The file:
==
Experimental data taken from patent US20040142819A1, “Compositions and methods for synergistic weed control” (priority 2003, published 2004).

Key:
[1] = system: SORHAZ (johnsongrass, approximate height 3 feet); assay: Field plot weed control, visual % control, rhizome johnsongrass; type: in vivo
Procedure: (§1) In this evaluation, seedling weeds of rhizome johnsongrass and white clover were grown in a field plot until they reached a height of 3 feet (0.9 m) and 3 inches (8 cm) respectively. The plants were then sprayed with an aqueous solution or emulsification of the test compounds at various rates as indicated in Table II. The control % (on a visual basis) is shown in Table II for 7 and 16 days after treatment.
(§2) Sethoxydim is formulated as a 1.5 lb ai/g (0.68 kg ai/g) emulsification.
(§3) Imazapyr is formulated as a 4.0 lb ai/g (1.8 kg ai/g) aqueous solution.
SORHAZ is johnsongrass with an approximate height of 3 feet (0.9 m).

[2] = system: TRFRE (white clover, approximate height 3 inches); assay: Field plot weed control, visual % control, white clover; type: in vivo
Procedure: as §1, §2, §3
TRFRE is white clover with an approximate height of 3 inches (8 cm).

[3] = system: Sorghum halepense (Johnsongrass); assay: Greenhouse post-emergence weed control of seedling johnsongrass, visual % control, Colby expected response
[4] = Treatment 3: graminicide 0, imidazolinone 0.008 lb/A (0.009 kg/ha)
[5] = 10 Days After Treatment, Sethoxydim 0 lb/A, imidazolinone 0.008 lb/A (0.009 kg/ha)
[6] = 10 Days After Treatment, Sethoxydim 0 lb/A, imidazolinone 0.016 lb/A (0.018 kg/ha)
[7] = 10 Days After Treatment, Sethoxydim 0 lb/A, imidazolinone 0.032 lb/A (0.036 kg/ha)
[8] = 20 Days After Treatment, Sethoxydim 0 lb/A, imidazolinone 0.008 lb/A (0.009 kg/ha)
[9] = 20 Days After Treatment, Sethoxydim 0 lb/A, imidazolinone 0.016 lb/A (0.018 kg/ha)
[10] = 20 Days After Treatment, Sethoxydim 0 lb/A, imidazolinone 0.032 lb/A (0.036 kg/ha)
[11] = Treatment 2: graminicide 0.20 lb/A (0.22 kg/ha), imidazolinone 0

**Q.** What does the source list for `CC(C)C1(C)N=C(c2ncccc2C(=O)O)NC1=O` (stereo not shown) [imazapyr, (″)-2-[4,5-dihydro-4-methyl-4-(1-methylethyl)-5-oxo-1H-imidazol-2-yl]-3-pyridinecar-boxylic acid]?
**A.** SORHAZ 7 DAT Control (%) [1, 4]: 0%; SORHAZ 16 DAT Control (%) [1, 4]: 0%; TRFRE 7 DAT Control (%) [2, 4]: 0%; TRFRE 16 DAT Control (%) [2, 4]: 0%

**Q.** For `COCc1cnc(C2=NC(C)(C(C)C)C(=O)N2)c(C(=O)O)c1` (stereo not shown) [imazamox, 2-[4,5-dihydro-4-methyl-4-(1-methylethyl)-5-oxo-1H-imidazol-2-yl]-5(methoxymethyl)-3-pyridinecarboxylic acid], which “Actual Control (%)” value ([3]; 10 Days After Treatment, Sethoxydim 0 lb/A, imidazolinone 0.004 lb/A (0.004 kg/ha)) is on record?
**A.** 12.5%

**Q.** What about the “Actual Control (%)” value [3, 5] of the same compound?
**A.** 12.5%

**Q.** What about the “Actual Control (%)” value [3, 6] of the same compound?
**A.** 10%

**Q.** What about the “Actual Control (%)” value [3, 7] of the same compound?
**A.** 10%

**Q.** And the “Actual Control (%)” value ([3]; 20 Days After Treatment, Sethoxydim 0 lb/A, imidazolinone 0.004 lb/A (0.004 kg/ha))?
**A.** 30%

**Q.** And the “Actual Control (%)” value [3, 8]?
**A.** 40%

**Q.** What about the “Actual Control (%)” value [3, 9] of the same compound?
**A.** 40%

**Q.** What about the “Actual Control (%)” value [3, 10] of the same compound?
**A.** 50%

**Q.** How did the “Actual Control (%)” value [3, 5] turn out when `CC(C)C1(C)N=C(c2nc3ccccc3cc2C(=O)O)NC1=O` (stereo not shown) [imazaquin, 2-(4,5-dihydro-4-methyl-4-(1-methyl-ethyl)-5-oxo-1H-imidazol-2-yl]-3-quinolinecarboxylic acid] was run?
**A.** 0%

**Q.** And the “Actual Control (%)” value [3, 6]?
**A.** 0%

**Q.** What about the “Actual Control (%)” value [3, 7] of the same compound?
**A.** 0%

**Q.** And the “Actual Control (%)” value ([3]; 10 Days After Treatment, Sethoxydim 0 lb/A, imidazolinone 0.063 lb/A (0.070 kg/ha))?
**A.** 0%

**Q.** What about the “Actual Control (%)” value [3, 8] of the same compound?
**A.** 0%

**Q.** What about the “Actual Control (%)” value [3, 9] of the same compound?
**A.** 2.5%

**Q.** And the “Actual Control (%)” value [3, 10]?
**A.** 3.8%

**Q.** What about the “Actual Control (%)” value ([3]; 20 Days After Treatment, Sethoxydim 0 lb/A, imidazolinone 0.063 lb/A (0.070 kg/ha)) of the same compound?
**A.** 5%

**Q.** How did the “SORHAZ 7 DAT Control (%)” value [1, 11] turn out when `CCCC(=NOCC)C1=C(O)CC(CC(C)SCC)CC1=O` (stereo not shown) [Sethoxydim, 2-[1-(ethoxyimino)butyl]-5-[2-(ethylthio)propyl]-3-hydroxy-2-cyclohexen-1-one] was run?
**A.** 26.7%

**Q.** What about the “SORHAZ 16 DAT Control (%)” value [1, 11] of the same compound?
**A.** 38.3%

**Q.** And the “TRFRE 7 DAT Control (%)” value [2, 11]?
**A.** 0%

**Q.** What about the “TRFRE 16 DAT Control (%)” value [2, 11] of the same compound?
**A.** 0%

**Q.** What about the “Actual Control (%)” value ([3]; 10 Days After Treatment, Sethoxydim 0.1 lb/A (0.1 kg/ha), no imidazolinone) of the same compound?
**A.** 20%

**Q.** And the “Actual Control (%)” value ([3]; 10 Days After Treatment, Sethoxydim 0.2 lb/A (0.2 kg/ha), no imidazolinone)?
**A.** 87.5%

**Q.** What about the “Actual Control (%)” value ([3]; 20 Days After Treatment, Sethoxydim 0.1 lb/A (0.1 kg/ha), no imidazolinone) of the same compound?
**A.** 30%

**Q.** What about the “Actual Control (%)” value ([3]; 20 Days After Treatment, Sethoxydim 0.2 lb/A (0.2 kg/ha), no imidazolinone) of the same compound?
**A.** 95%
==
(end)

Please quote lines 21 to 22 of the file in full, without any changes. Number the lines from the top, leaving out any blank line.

**A.** SORHAZ 7 DAT Control (%) [1, 4]: 0%; SORHAZ 16 DAT Control (%) [1, 4]: 0%; TRFRE 7 DAT Control (%) [2, 4]: 0%; TRFRE 16 DAT Control (%) [2, 4]: 0%

**Q.** For `COCc1cnc(C2=NC(C)(C(C)C)C(=O)N2)c(C(=O)O)c1` (stereo not shown) [imazamox, 2-[4,5-dihydro-4-methyl-4-(1-methylethyl)-5-oxo-1H-imidazol-2-yl]-5(methoxymethyl)-3-pyridinecarboxylic acid], which “Actual Control (%)” value ([3]; 10 Days After Treatment, Sethoxydim 0 lb/A, imidazolinone 0.004 lb/A (0.004 kg/ha)) is on record?